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Facade of downtown state building buckling

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Guest donaltopablo

I'll try and find some pictures of this...

Facade of downtown state building buckling


Atlanta Journal-Constitution Staff Writers

With pedestrians 16 stories below and the facade of the 2 Peachtree Building buckling above, Atlanta Police and the Georgia Building Authority closed sidewalks and part of the Five Points MARTA Station Plaza Monday and Tuesday.

Crews worked to repair the office tower that was once a city landmark and has become an albatross costing at least $112 million to renovate since it was given to the state 10 years ago.

Building authority officials discovered Monday that the glass and steel skin on the 16th, 17th, and 18th floors of the 41-story building had pulled away from the main tower of the building by about six inches over the weekend.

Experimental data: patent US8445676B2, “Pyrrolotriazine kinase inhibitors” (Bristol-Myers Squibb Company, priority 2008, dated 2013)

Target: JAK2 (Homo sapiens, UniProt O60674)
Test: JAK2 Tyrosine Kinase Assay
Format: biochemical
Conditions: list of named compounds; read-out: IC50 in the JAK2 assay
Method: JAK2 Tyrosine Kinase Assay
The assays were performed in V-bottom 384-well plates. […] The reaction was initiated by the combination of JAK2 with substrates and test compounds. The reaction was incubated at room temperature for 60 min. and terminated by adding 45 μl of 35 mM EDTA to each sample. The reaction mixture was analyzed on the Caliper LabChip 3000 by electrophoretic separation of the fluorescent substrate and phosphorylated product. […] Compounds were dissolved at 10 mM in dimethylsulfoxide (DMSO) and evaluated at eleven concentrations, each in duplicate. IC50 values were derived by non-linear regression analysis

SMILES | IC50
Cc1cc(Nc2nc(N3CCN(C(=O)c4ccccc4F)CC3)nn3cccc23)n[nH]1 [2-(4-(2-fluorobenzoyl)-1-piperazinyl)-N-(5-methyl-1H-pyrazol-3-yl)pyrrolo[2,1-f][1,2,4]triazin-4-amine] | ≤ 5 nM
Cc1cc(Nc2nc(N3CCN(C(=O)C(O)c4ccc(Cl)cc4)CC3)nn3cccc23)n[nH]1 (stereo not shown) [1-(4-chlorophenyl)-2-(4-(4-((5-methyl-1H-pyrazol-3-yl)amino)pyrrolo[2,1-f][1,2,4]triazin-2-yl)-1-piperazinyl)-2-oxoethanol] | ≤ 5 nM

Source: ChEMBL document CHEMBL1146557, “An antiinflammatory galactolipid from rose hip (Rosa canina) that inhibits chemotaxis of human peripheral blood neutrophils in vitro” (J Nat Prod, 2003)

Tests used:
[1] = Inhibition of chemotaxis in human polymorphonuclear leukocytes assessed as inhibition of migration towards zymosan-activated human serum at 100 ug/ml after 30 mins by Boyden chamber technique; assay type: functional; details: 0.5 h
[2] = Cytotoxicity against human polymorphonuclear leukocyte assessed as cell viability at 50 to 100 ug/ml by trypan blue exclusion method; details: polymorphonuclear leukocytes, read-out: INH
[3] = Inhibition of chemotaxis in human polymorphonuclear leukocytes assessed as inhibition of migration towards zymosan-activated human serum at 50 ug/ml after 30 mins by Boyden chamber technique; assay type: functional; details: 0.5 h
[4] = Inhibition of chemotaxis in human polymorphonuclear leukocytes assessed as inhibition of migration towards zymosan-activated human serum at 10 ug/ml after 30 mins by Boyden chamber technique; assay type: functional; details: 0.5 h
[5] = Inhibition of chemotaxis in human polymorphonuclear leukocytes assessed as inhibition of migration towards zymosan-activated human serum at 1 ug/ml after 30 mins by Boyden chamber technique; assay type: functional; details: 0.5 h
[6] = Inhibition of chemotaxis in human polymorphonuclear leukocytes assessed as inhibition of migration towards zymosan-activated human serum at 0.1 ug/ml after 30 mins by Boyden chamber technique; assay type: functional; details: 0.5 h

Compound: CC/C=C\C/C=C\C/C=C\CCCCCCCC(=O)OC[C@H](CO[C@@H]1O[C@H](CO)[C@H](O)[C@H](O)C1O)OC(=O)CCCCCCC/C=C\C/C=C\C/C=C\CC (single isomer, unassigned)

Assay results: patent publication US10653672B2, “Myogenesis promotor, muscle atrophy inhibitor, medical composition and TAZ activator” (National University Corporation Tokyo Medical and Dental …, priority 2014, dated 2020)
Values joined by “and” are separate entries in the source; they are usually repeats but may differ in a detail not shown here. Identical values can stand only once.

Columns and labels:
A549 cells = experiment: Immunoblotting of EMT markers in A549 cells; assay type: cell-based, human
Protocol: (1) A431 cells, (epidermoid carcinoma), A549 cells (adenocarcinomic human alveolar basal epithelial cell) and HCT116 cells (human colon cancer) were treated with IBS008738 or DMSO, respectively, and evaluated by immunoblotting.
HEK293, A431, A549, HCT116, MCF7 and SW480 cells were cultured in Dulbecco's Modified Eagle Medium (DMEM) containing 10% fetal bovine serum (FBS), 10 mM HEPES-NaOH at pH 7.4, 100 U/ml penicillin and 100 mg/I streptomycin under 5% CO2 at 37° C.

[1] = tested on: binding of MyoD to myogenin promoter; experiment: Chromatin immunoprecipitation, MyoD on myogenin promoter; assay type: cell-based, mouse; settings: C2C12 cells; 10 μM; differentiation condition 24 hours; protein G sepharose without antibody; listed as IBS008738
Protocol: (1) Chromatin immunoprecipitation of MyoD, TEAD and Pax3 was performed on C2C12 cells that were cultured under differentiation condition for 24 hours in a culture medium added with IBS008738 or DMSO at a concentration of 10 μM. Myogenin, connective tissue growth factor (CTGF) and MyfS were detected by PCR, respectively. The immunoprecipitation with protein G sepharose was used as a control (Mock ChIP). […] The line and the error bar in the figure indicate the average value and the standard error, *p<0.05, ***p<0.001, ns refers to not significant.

The damage appears to be unrelated to the renovation, said Georgia Building authority public information officer Alisa Pereira.

"We think it was probably due to the high winds last Friday," said Pereira Tuesday. "We immediately began a plan of action to stabilize the outer wall" using cables.

Architects examining the damage noticed similar repair work had been done to the facade of the building sometime before it was purchased by the Woodruff Foundation and donated to the state in 1992, said Pereira.

More than 4,000 employees work in the 1 million-square-foot building, but only about 100 employees at the Department of Human Resources, on the 15th, 16th, 18th and 19th floors, were relocated to other parts of the building Monday.

GBA asked some businesses in the plaza to close and they complied, including Accessory Land, Haircare Outlet, Fashions Expo and BestPrice Fashions.

Officers cordoned off part of the plaza to detour commuters and shoppers. The plaza could open tomorrow or in a few days.

GBA has installed cables and other supports to secure the facade on the three floors and prevent further separation. An ongoing inspection of the building has found no similar problems on other floors.

Architects and engineers are working on a long-term fix. No cost estimate has been made.

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